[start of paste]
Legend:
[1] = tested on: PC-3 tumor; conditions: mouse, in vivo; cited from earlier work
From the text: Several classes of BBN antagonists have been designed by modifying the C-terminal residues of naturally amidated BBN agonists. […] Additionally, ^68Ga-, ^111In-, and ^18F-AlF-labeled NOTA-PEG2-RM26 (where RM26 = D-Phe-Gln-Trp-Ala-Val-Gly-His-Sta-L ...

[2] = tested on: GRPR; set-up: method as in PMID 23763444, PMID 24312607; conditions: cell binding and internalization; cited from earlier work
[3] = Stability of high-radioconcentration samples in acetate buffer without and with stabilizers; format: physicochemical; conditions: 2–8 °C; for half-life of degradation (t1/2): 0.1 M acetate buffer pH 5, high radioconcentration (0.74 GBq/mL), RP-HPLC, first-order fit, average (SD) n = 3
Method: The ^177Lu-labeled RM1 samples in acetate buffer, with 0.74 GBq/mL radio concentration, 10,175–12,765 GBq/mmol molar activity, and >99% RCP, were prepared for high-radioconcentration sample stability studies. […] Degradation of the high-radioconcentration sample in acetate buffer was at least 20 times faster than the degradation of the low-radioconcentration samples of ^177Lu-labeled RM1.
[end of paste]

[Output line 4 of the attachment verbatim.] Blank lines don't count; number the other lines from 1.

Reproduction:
[2] = tested on: GRPR; set-up: method as in PMID 23763444, PMID 24312607; conditions: cell binding and internalization; cited from earlier work